Metabolites, Health and Brain Function
An Oct 2021 paper in BMJ Nutrition Prevention and Health explored the relationship between fruit and vegetable intake and mental wellbeing in school children[i]. This timely research, bearing in mind the progressive increase in childhood mental health problems, highlighted the direct association between fruit and vegetables consumed over breakfast and lunch and their related impact on mental wellbeing.
Just as in prior national studies looking at food choice, this study exposed that of the 9,000 Norfolk based school children, only 28% ate the recommended five a day of fruit and veg, and 10% ate none. Those that consumed energy drinks for breakfast fared the worst!
No surprise to the passionate advocates of recognising nutrition as a modifiable factor in individual and societal development, but still well off the radar of many schools, parents and public health focus.
Metabolic Challenges and the Gut
But why stop there? It is well known that an unhealthy lifestyle is a major risk factor for metabolic diseases, while in recent years, accumulating evidence has demonstrated that the gut microbiome and its metabolites also play a crucial role in the onset and development of many metabolic diseases, including obesity, type 2 diabetes, non-alcoholic fatty liver disease, cardiovascular disease and so on. They are also associated with brain function, mental well-being and focus[ii].
Intestinal metabolic health status is relayed to the brain by both neural and circulatory pathways. Bidirectional gut-brain neural relays control satiety signalling and appetite regulation. Detection of luminal metabolites by intestinal enteroendocrine cells is communicated to the brain via activation of the vagus nerve, by epithelial cell-derived hormones and neurotransmitters, and via neural routes, including neuroepithelial connections.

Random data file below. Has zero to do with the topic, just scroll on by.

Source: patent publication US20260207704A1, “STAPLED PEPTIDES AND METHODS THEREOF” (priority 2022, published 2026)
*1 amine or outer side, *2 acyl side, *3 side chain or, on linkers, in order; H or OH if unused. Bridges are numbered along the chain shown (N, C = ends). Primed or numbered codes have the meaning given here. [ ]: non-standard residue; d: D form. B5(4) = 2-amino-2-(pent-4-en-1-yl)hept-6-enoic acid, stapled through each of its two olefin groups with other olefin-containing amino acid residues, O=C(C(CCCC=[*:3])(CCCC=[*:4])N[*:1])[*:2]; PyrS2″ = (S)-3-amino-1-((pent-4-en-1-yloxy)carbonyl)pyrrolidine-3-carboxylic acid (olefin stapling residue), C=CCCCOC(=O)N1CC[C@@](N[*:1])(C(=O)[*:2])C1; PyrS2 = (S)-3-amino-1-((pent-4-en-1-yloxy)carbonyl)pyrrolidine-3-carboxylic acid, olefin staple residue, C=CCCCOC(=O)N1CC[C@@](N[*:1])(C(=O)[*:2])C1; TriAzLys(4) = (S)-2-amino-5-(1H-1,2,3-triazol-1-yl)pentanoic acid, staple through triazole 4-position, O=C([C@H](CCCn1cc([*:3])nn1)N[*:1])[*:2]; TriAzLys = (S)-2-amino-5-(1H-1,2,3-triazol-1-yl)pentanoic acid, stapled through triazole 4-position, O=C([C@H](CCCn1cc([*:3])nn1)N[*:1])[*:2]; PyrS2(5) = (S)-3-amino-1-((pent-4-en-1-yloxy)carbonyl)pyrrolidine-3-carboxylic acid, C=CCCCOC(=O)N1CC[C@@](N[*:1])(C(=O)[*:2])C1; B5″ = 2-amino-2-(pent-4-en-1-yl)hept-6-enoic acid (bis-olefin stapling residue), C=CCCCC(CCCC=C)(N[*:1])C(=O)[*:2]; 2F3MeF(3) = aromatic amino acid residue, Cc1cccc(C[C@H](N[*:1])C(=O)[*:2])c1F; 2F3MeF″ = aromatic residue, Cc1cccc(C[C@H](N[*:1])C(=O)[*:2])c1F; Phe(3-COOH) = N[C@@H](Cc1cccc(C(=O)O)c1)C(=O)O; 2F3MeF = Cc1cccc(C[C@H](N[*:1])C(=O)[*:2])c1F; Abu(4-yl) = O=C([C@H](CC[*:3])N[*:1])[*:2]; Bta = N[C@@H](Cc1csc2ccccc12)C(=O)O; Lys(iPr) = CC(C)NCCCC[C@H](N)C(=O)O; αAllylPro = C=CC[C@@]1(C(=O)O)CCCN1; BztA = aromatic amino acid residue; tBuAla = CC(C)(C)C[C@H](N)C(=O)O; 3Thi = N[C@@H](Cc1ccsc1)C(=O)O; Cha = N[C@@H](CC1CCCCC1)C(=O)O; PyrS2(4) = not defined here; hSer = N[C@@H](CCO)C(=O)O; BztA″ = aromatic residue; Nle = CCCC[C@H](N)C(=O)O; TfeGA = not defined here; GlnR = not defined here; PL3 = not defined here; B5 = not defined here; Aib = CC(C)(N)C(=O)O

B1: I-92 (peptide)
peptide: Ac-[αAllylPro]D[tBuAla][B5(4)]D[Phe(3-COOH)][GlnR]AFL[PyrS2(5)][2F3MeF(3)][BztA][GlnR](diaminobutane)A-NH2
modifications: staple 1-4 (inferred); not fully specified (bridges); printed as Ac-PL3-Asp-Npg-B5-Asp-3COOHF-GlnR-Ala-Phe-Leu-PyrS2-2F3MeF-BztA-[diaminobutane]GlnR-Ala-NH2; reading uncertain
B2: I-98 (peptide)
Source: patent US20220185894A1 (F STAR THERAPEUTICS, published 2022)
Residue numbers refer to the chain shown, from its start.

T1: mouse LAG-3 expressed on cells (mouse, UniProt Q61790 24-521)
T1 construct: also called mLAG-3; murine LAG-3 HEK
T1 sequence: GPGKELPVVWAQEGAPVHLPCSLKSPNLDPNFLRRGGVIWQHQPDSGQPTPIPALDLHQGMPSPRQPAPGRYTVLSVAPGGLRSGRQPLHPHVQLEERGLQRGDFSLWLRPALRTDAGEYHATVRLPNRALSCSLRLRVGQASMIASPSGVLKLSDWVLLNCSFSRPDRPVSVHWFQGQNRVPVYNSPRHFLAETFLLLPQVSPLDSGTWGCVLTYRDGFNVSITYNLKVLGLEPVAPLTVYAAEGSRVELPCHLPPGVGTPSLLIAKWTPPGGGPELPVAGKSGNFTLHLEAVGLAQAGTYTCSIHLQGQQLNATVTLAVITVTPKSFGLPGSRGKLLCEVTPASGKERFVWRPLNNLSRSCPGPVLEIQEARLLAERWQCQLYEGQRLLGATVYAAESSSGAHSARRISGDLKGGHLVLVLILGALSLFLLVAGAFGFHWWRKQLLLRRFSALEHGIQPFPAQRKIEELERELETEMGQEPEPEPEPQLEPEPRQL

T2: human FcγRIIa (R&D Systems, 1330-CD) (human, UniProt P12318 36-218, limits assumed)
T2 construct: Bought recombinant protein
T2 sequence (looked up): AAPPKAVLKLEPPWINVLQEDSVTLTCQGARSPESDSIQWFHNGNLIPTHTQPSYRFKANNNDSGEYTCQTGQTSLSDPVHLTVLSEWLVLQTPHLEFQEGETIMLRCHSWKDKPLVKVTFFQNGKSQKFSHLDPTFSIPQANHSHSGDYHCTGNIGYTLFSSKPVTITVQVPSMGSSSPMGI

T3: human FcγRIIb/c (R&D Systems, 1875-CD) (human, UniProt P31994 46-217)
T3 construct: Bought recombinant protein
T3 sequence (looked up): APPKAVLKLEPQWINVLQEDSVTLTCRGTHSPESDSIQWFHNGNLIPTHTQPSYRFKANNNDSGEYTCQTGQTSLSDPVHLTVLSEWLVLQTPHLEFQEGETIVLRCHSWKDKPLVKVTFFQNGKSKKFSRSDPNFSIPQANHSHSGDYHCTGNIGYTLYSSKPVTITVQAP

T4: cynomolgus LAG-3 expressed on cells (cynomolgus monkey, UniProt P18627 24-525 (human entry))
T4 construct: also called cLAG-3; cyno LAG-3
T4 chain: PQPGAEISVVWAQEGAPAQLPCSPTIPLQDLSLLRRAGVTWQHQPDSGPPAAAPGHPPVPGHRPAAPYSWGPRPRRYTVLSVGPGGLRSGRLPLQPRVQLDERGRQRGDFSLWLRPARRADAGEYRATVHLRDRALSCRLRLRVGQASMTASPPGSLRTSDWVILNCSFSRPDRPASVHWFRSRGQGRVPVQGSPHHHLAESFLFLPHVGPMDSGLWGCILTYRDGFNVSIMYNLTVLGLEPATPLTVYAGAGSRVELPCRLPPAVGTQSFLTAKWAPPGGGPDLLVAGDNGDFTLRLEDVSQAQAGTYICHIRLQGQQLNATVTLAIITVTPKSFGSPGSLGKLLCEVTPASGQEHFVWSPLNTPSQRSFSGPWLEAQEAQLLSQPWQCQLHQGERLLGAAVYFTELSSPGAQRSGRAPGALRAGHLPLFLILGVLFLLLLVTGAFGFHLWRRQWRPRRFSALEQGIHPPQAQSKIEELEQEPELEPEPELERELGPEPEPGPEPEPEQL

Dietary metabolites and epithelial-derived soluble factors may also travel via the bloodstream to the Blood Brain Barrier, where a variety of nutrient transporters and specific receptors expressed on brain microvascular endothelial cells facilitate the translocation of specific nutrients (e.g. glucose, lactate) across the barrier into the brain parenchyma, and allow for binding of circulating peptide hormones and other factors which can modulate brain activity.
The microbial metabolites discussed above, including short chain fatty acids, Trimethyamines, amino acid metabolites, and vitamins can travel via or modulate these pathways to affect enteroendocrine, neuronal, and immune cells in the gut, liver, kidneys, pancreas, and brain. In effect, what you eat, and how you metabolise it has direct and indirect impact on all organ systems in the body.
Immune and Neurotransmitter Signalling
In addition to their actions on enteroendocrine and neural cells, metabolites can act via G Protein coupled receptors and other receptors to direct the development and normal functioning of the mucosal immune system; regulating the recruitment, development, maintenance, and activation of immune cells. The balance of dietary and bacterial metabolites is important for maintaining immune tolerance, and in directing inflammatory responses in the gut.
Fixing the Problems
Disruption of the complex ecosystem of the intestinal microbiota is now implicated in multiple conditions and diseases of both the intestine and the brain, and some of the routes by which microbes may act on the gut-brain axis are beginning to be better understood. Manipulating or shaping the microbiota is therefore considered a usable strategy to prevent or treat various extra-intestinal diseases and enhance brain function. The beneficial effects of an ‘optimised’ gut microbiota includes immune and epithelial homeostasis, enteric nervous system regulation, and optimal digestion and metabolism with reduction in metabolic dysfunction and related disease.